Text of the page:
Over a decade ago I read the book “Rich Dad Poor Dad” by Robert Kiyosaki and my big takeaway from reading this book was the value of focus. In fact, Robert shared an acronym for the word focus that I continue to use today:
F – follow
O – one
C – course
U – until
S – successful
When I first started my business I had my hand in many different areas and projects. What I realized very quickly is that my efforts were diluted everywhere. Once I learned Robert’s acronym I took a long hard look at my business. After exploring the various areas I created a new plan that in my opinion, was much clearer, easier to measure and focused on a specific outcome. As I enter into my ninth year in business I can see now this strategy worked very well for me.
This is not to say I don’t look at new ways of doing things or new opportunities. I do this regularly as the market is constantly changing and we need to stay abreast of what is happening in our industry. Where I use focus is when I am working on a project or simply doing my day to day business activities. As an example if I am making outbound calls, my focus is strictly on doing this, not answering inbound calls or emails intermittently.
I find that the results I achieve are so much higher when I take this approach and the bonus to this is that I feel very good about setting an objective and sticking to the plan to make it happen. This doesn’t just apply to my business life it also applies in my personal life as well. When I am with family or friends, I am with them, not texting or answering other calls. I see people in restaurants all the time sitting across from each other on their cell phones texting. Personally, I think people miss the human connection when they do this (this is my opinion – maybe it’s my Boomer mentality).
Prioritize and make time for the things that are important to you.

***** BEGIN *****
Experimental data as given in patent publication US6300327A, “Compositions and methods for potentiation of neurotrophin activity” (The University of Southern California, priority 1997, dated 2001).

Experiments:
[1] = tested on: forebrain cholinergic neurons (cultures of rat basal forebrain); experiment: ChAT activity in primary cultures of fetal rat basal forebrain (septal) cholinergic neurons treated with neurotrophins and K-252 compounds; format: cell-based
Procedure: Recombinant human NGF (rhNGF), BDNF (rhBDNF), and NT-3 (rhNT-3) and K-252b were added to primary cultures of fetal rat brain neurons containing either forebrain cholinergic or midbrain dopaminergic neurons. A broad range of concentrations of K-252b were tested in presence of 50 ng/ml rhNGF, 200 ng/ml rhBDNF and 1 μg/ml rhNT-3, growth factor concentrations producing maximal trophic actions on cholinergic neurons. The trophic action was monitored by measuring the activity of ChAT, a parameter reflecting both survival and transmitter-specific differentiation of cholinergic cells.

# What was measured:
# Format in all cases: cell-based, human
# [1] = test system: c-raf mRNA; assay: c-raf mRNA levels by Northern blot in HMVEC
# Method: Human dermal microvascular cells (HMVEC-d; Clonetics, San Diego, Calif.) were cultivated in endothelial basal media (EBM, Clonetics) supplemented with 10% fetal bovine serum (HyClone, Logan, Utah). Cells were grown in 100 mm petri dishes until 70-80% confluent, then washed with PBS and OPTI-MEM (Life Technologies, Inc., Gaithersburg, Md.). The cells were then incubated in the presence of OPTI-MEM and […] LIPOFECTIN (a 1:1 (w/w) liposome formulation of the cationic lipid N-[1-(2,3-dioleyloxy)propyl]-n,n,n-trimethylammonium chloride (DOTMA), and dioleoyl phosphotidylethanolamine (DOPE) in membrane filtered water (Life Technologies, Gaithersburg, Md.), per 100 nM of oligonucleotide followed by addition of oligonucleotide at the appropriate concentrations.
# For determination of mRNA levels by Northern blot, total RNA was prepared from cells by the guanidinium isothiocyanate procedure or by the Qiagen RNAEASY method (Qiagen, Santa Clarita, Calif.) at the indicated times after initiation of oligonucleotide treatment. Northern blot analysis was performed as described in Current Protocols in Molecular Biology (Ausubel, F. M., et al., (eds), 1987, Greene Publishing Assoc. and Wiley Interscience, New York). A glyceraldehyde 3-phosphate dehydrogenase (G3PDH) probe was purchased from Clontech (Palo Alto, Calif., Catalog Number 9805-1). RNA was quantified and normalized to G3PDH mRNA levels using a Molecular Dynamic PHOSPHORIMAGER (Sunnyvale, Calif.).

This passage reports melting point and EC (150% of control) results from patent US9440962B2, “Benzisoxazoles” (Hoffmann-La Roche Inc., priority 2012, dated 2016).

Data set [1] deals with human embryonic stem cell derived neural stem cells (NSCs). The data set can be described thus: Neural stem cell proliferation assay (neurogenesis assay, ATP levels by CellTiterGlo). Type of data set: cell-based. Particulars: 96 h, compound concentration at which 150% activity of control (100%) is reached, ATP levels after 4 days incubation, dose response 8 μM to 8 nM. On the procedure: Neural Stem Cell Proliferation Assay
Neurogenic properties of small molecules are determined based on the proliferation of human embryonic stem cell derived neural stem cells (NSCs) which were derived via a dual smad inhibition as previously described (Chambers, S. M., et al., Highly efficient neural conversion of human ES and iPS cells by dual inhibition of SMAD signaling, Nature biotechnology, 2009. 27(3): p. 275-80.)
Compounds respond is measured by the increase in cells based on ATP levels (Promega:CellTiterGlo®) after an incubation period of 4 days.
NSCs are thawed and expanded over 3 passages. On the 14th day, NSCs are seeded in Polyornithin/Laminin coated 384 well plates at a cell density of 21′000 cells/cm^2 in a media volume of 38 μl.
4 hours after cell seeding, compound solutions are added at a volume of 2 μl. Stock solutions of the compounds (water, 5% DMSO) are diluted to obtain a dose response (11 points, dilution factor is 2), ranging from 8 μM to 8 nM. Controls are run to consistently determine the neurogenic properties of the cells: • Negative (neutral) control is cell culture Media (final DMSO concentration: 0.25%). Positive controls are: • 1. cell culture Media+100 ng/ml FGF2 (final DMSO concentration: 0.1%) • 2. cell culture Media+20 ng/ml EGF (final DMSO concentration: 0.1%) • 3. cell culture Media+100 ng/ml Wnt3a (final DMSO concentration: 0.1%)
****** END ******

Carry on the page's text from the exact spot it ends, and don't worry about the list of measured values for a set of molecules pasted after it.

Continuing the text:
We can (and do) make time for the things that are most important to you. Often these things inspire us and we don’t see them as something you “have” to do versus what you “want” to do. Even when this work presents us with challenges, it can also produce the highest level of satisfaction. This is the incredible thing about doing what you were meant to do is that is often doesn’t feel like work at all. I know for me my work provides me with a great sense of contribution and connection to people. This makes my commitment to stay focused on my goals so much easier.
What does it really take to move from knowing what to do and actually doing it?
We all know what we need to do to be successful yet we often don’t do the very thing that will have us be successful. What is the secret? Focus! We can read books, attend seminars and listen to webinars to learn techniques to make improvements in our personal and professional lives. It is not until we commit and focus on the actions we need to take that we can yield the results. If you research anyone who has accomplished great things in their lives you will learn that at the base of everything they did was a dedicated focus in their area of interest.
We have all experienced distractions and interruptions at home and work. Once interrupted, we have a hard time getting re-focused again. I have listed below some startling statistics and the impact of interruptions to focus:
- The average employee spends 28% of their time dealing with unnecessary interruptions followed by “recovery time” to get back on track. (2009, Basex)
- The time spent per day being interrupted and trying to refocus is 2.1 hours. (2009, Basex)
- Physically co-located workers spend longer chunks of time engaged in tasks for which they are not accountable. (University of California-Irvine)
- The average manager is interrupted every 8 minutes. (Study conducted by Priority Management)
- The Institute of Psychiatry at the University of London suggests that your IQ falls 10 points when you’re fielding constant emails, text messages and calls. This is the same loss you’d experience if you had missed an entire night’s sleep. (Yoga Journal, p. 22, 12/2005).
- The cost of managing interruptions at work costs the US economy $588 billion per year. (2009, Basex)